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Discussion Starter #1
my '06 zx-14 sure has a "clunky" ( for lack of a better term) tranny

sure, all the other kawis I have /have had do the 1st gear clunk but this is tough to shift smoothly in most every gear at most every speed

the clutch doesnt seem to drag ..........

common? anything i should try?

I use rotella T synth
 

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Never had a problem with either of my 14s trannys.much better than the 12s I've had. Do you still have the stock plates or did you go aftermarket cause that will do it.
 

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drain all the fluid from the clutch system. Put at least 4 turns of white Teflon tread tape on every bleeder,banjo thread.Bleed all the air out of the new fluid. I have had lots of unsealed system in my life.They tell you to rebuild every 4 years.
 

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Clunk is a given because the instant you pull the clutch in, both baskets still roll and 'clunk' goes a gear. Hold the clutch in longer, the center basket has time to stop, no clunk, or toned down some.

The tighter I made my chain, the cleaner the shifts. 1.4" is close to the sweet spot. Try that.
 

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Discussion Starter #6
Never had a problem with either of my 14s trannys.much better than the 12s I've had. Do you still have the stock plates or did you go aftermarket cause that will do it.
Way worse then my 12.

I'll ask the previous owner about the plates
 

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Discussion Starter #7
Clunk is a given because the instant you pull the clutch in, both baskets still roll and 'clunk' goes a gear. Hold the clutch in longer, the center basket has time to stop, no clunk, or toned down some.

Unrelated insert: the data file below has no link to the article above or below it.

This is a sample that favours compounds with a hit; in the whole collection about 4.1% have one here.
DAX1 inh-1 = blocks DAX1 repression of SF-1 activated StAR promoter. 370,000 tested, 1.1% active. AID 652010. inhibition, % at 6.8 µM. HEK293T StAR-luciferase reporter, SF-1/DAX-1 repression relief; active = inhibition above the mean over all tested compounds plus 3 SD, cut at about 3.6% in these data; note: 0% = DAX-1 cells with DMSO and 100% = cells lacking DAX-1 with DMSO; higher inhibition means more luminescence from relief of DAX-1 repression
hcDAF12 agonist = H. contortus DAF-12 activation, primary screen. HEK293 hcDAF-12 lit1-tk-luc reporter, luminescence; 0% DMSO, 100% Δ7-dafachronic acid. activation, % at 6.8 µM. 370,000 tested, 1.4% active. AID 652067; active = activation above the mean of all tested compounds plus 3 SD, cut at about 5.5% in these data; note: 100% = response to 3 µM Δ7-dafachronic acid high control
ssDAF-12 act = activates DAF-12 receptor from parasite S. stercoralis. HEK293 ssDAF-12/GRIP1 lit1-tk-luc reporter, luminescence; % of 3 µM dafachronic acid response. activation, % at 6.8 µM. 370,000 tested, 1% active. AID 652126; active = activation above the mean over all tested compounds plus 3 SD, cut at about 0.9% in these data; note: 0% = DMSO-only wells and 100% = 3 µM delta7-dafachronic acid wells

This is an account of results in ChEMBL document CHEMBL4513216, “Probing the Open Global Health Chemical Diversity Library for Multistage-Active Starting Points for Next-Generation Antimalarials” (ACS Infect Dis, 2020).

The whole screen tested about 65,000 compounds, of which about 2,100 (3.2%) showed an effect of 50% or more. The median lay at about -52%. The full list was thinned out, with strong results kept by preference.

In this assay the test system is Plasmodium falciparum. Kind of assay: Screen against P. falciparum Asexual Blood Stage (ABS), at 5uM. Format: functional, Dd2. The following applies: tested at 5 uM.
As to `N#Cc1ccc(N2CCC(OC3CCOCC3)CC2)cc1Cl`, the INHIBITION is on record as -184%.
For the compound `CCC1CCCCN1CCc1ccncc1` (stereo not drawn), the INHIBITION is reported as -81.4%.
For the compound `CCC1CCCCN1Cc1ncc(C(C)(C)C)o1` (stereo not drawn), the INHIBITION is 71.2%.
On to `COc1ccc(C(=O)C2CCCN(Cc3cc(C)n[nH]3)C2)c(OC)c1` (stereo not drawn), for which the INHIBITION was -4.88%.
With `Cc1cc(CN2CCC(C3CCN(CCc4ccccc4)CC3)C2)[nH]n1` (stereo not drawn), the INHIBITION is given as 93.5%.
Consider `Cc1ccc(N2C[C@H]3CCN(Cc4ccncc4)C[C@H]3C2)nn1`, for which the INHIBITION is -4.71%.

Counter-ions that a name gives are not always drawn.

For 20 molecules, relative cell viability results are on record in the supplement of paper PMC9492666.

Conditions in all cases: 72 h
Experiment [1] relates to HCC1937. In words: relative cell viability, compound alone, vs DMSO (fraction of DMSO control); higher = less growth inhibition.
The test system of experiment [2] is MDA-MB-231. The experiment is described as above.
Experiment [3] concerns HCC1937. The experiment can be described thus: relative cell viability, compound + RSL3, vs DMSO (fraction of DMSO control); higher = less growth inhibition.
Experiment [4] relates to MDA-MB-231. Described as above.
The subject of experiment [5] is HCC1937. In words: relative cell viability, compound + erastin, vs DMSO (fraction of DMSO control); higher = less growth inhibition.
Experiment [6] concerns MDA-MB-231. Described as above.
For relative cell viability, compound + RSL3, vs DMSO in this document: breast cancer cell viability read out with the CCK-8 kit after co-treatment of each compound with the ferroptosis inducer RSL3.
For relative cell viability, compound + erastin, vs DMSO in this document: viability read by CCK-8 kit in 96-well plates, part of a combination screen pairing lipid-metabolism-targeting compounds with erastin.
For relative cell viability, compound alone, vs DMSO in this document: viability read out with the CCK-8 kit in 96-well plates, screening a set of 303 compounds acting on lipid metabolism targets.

The tighter I made my chain, the cleaner the shifts. 1.4" is close to the sweet spot. Try that.
how long do you suggest i hold in the clutch between shifts?

;)
 

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how long do you suggest i hold in the clutch between shifts?;)
It's not between shifts, it's the initial 1st gear starting out. Each bike is different so find how long the lag time is so when stabbing 1st, she makes no noise at all.

I start with the bike in 1st = I experience no clunk.
I kill the engine at traffic lights where I have the bike in 1st then start it = No clunk.
I try to coast so 1st is timed in with the rear wheel and engine = Need more practice.
 

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Discussion Starter #9
the first gear kawi klunk isnt the deal, though it's worse on this one than any of the others


it does it between shifts too.

I think you may have hit on something about the chain tension as I have had to tighten it occasionally lately. I think Im going to replace the chain & sprox as they have 16000 m,iles on them anyways

at stop lights I have found , with the 12 & 10, that as Im about to put it in gear I slightly roll it a head a few inches as i put it in gear. If I havent had the clutch in long enough it helps keep the guy in the car next to me from wondering if my tranny just dropped on to the road.
 

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Clunk is a given because the instant you pull the clutch in, both baskets still roll and 'clunk' goes a gear. Hold the clutch in longer, the center basket has time to stop, no clunk, or toned down some.

The tighter I made my chain, the cleaner the shifts. 1.4" is close to the sweet spot. Try that.
Hub has it right. My 2012 is clunky if I shift fast but no clunk if I hold the clutch in longer. Clutch drag ???